Heads and Tales  ‘Zee5’ Review: An Average Tale of a confused addressal of a Serious subject
There was a nonchalant cool style in the way Zee5’s latest, Heads and Tales starts. We are introduced to God; yes, the God, the creator of the universe et al. Only the God here is depicted more as a screenwriter of our lives. He sort of brags to his mortal interviewer; and tells how one story, written by him, could affect the lives of three women. Thus, the film delves into its actual story. Admittedly, it was pretty slick. It is exactly the sort of establishing scene that grabs viewers’ attention immediately.
However, as the film progresses, writer Sandeep Raj and director Sai Krishna Enreddy could not really replicate similar creativity down the line. The story we were given premonition about is simple, and relevant one might say. Alivelu Manga (Divya Sripada), Anisha (Sri Vidya), and Shruthi (Chandini Rao) are the three women of our story. The commonality in their stories would seem to be the casual misogyny and the downright sexist hostility they had encountered and probably would continue to encounter.
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Anisha is an actress, looked down and abused by her actor betrothed. Manga is a police constable, tackling both economic plight and her husband’s offhanded behavior. Shruthi’s situation seemed to be better at the beginning, but as the story moves ahead, we get to have a glimpse of her ordeal as well. Toxic males in their lives, this seemed to be the underlying thread that ties these three women’s stories.
Now, as a topic to talk about, rampant masculinity and feminism construct an ocean of a subject. So, it is not expected that a film, barely crossing 90 minutes in length, would be able to address a vast majority of its aspects. But, it is expected that the film would treat the subject with deference, especially as it is trying to champion the cause of feminism; and this is where writer Sandeep Raj fails. It seemed the film is torn between two approaches: a comedic take where the downtrodden women find solace in each other’s company, and a relatively serious dramatic take addressing the abusive behaviors of men in their lives.
When Anisha is threatened by her fiancé with an acid attack, it does seem a tad flippant to quickly dive towards a comedic tone when she reaches the police station to lodge a report. It is understandable that Sandeep Raj and director Enreddy try to establish a chemistry between Anisha and Manga, the police constable, with some playful banter. Their tete-a-tete does move the film forward and is a major part of the film. But the casual approach towards such vicious threats leaves a bitter taste in the mouth.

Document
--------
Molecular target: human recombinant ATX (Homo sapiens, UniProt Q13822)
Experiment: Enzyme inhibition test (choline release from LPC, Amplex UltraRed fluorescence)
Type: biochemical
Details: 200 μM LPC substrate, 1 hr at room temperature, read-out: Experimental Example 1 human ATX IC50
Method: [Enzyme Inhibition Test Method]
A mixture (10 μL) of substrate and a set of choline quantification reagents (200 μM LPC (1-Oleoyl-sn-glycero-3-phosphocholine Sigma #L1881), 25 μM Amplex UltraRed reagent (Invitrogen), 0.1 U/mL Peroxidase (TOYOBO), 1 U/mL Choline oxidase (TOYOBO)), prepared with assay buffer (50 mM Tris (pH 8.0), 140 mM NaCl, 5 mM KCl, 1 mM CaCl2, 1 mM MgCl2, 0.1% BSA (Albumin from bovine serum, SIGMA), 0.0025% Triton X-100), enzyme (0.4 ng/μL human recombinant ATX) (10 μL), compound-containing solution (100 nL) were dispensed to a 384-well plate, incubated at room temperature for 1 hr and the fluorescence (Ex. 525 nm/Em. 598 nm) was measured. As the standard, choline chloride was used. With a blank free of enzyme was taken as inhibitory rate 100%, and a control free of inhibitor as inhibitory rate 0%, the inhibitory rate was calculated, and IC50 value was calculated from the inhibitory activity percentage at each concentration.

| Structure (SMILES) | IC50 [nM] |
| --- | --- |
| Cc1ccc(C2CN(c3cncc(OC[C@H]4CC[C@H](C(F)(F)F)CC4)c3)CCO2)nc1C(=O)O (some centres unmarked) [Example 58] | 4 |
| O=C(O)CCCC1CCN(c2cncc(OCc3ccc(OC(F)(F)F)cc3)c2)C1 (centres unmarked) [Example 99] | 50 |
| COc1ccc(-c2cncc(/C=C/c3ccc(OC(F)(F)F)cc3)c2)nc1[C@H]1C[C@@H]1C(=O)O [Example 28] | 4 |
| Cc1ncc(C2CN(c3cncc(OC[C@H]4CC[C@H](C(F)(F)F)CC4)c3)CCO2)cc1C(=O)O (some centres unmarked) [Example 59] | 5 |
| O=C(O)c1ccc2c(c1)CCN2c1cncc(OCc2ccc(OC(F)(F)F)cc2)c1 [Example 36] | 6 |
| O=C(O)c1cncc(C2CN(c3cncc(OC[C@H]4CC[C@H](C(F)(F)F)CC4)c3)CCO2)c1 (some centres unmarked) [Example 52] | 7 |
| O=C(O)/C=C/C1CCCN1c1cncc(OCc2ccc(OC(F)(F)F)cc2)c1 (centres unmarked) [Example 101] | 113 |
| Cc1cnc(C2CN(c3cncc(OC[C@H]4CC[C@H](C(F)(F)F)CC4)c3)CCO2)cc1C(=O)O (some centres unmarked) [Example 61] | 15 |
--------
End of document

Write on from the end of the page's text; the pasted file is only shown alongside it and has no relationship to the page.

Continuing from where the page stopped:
The light-heartedness in the film betrays the essence of the content of the film. Serious social issues like domestic violence and acid attacks ask for a certain level of gravity while incorporating them in a story. If you are to make a comedy where these issues play a major role, the commitment needs to be there then, taking the film towards the dark comedy zone. But, Heads and Tales is not a dark comedy. It seemed to be a drama, with a touch of comedy; and that is why the frivolity in handling such issues would be glaringly noticeable.
Also, the character and arc of Shruthi are heavily undercooked. There were hints of some sort of abuse that she faced, however that remains mostly unexplored. Shruthi’s arc primarily addresses the slut-shaming that society often resorts to when anything out of the ordinary happens with a woman. But, the film fails to allow the proper time and story to actually accommodate that. This arc particularly seems to be added to the film as an afterthought.
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Sri Vidya and Divya Sripada get the majority of screen time, and their performances were apt, to say the least. Both were sincere in their respective ordeals and do bond well as their characters were meant to. As mentioned above, Chandini Rao as Shruthi gets the least amount of importance among the supposedly three leads; she is decent in the limited scope. The supporting male cast does their job well in portraying their problematic nature.
Heads and Tales ends with the intent of returning for a sequel. It however needs to commit to the bold filmmaking that it promises to show at the beginning. It would need to delve deeper into its topic and not just barely scratch the surface. Otherwise, the result would once again be just about average.